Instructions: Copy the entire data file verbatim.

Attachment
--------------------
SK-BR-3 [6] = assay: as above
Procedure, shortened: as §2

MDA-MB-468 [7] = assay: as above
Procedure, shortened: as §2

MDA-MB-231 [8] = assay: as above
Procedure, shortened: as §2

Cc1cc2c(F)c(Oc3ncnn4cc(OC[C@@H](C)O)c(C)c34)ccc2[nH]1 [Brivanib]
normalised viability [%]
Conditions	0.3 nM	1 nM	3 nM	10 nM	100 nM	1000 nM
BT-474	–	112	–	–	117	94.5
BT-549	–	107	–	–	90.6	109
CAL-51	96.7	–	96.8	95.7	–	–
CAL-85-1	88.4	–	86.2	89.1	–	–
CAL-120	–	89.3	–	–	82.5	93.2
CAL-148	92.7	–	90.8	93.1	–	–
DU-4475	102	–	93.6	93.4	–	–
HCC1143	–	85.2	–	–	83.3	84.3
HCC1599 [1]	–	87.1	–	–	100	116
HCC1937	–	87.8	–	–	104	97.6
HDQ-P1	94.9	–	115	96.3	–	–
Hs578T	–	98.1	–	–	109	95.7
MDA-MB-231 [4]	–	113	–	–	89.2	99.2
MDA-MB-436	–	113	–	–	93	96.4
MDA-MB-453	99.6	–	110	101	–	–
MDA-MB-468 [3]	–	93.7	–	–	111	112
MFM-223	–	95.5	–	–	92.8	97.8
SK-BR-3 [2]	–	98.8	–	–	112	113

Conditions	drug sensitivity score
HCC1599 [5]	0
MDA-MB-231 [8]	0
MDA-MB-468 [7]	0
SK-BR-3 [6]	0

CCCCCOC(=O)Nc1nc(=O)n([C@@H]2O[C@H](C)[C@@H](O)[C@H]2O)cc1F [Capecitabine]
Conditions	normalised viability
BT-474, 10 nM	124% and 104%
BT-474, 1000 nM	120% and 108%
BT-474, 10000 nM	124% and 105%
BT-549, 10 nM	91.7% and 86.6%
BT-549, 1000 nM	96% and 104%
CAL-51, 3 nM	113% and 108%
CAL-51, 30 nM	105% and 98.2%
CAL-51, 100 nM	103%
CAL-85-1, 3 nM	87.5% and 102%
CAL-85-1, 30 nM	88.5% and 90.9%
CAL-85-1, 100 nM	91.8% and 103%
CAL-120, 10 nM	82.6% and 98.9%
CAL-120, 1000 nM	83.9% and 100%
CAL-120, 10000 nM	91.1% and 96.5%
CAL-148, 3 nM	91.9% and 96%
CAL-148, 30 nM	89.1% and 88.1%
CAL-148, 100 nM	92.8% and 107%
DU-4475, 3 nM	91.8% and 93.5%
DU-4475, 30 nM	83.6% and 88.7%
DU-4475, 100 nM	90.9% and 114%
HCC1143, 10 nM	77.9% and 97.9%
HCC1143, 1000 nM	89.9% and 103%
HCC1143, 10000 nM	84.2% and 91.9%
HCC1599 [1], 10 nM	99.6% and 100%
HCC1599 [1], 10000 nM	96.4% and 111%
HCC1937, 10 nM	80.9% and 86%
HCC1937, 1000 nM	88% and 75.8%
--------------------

SK-BR-3 [6] = assay: as above
Procedure, shortened: as §2

MDA-MB-468 [7] = assay: as above
Procedure, shortened: as §2

MDA-MB-231 [8] = assay: as above
Procedure, shortened: as §2

Cc1cc2c(F)c(Oc3ncnn4cc(OC[C@@H](C)O)c(C)c34)ccc2[nH]1 [Brivanib]
normalised viability [%]
Conditions	0.3 nM	1 nM	3 nM	10 nM	100 nM	1000 nM
BT-474	–	112	–	–	117	94.5
BT-549	–	107	–	–	90.6	109
CAL-51	96.7	–	96.8	95.7	–	–
CAL-85-1	88.4	–	86.2	89.1	–	–
CAL-120	–	89.3	–	–	82.5	93.2
CAL-148	92.7	–	90.8	93.1	–	–
DU-4475	102	–	93.6	93.4	–	–
HCC1143	–	85.2	–	–	83.3	84.3
HCC1599 [1]	–	87.1	–	–	100	116
HCC1937	–	87.8	–	–	104	97.6
HDQ-P1	94.9	–	115	96.3	–	–
Hs578T	–	98.1	–	–	109	95.7
MDA-MB-231 [4]	–	113	–	–	89.2	99.2
MDA-MB-436	–	113	–	–	93	96.4
MDA-MB-453	99.6	–	110	101	–	–
MDA-MB-468 [3]	–	93.7	–	–	111	112
MFM-223	–	95.5	–	–	92.8	97.8
SK-BR-3 [2]	–	98.8	–	–	112	113

Conditions	drug sensitivity score
HCC1599 [5]	0
MDA-MB-231 [8]	0
MDA-MB-468 [7]	0
SK-BR-3 [6]	0

CCCCCOC(=O)Nc1nc(=O)n([C@@H]2O[C@H](C)[C@@H](O)[C@H]2O)cc1F [Capecitabine]
Conditions	normalised viability
BT-474, 10 nM	124% and 104%
BT-474, 1000 nM	120% and 108%
BT-474, 10000 nM	124% and 105%
BT-549, 10 nM	91.7% and 86.6%
BT-549, 1000 nM	96% and 104%
CAL-51, 3 nM	113% and 108%
CAL-51, 30 nM	105% and 98.2%
CAL-51, 100 nM	103%
CAL-85-1, 3 nM	87.5% and 102%
CAL-85-1, 30 nM	88.5% and 90.9%
CAL-85-1, 100 nM	91.8% and 103%
CAL-120, 10 nM	82.6% and 98.9%
CAL-120, 1000 nM	83.9% and 100%
CAL-120, 10000 nM	91.1% and 96.5%
CAL-148, 3 nM	91.9% and 96%
CAL-148, 30 nM	89.1% and 88.1%
CAL-148, 100 nM	92.8% and 107%
DU-4475, 3 nM	91.8% and 93.5%
DU-4475, 30 nM	83.6% and 88.7%
DU-4475, 100 nM	90.9% and 114%
HCC1143, 10 nM	77.9% and 97.9%
HCC1143, 1000 nM	89.9% and 103%
HCC1143, 10000 nM	84.2% and 91.9%
HCC1599 [1], 10 nM	99.6% and 100%
HCC1599 [1], 10000 nM	96.4% and 111%
HCC1937, 10 nM	80.9% and 86%
HCC1937, 1000 nM	88% and 75.8%